Protests in East Timor after raid on army rebel
DILI (Reuters) - Thousands of angry supporters of East Timor rebel Alfredo Reinado burnt tyres and threw stones in the capital on Monday to protest against a raid by international troops on the fugitive's hideout.
Reinado, who led a revolt that plunged the tiny nation into chaos last year, escaped Saturday's raid by an Australian-led international peacekeeping force in which four people were killed.
International police have moved to secure the city where traffic was thin as the protesters blocked roads with wrecked cars, preventing many government officials from going to work, a Reuters witness said.
Troops are still searching for Reinado, who has been on the run since he escaped from jail in East Timor's capital Dili in August along with 50 other inmates. He has denied any of his men were killed in the raid.
After Saturday's raid, Gusmao urged Reinado to surrender, saying the government would treat him with respect. But Reinado has said he will not surrender to international troops.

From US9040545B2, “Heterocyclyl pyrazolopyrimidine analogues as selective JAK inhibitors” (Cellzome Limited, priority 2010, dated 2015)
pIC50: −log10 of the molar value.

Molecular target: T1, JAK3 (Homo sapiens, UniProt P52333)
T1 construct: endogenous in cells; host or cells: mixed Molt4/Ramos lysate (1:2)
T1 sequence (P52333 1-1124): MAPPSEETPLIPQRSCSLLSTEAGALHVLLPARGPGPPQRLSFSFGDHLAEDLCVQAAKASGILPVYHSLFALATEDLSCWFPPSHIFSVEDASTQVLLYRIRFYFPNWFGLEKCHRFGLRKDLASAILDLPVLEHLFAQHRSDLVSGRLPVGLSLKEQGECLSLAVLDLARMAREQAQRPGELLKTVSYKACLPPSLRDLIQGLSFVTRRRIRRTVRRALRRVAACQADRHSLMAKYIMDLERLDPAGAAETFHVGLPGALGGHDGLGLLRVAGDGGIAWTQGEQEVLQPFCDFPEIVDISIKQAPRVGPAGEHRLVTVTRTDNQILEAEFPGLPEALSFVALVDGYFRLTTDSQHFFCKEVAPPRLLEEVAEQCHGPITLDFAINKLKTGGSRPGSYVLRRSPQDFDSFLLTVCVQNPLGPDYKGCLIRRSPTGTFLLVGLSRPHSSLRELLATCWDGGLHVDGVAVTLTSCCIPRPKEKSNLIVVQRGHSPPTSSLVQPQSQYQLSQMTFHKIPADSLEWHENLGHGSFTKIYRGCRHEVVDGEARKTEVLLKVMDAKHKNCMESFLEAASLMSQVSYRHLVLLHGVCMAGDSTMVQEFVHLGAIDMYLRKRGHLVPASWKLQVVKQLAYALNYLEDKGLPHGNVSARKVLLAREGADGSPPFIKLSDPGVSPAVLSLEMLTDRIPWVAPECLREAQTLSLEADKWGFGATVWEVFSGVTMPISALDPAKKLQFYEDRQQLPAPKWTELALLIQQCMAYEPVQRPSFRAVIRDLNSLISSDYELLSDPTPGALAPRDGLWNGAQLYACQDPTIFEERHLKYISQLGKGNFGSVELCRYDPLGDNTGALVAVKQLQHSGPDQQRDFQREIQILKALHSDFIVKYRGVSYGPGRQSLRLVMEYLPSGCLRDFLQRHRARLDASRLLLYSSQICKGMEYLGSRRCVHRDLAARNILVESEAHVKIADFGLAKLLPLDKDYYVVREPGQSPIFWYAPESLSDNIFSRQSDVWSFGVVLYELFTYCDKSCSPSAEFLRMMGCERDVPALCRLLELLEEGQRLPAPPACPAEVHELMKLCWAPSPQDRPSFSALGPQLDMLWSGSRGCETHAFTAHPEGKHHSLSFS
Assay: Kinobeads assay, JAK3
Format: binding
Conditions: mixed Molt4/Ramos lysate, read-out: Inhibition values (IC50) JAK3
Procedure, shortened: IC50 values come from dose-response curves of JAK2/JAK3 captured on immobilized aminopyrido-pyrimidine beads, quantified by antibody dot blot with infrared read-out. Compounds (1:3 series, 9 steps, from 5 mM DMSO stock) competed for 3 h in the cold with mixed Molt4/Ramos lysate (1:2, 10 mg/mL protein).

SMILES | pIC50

"I will only surrender to the law, not to any international power," Reinado said told Reuters on Saturday. "I will not surrender for the president and prime minister's interest. I will surrender only for the peoples' interest."
Australia has 800 troops to keep peace in East Timor following last year's violence.
Reinado has made several public appearances since the escape, including a meeting with the country's military chief. Security forces did not make any attempt to arrest him.
The standoff between Reinado and the troops has raised fears of violence ahead of a presidential election next month.
Indonesia has temporarily closed its border with East Timor to prevent Reinado and his group sneaking into Indonesian territory at the request of East Timor's government.
Australia has warned of increased violence ahead of the poll after clashes between its peacekeepers and East Timorese refugees left two civilians dead last month.
East Timor voted in a 1999 referendum for independence from Indonesia, which annexed it after Portugal ended its colonial rule in 1975. The country became fully independent in 2002 after a period of U.N. administration.
But an east-west divide in the impoverished nation erupted into chaos and gang violence in May following the sacking of 600 soldiers. High youth unemployment also plagues the country, where more than 100,000 people are displaced.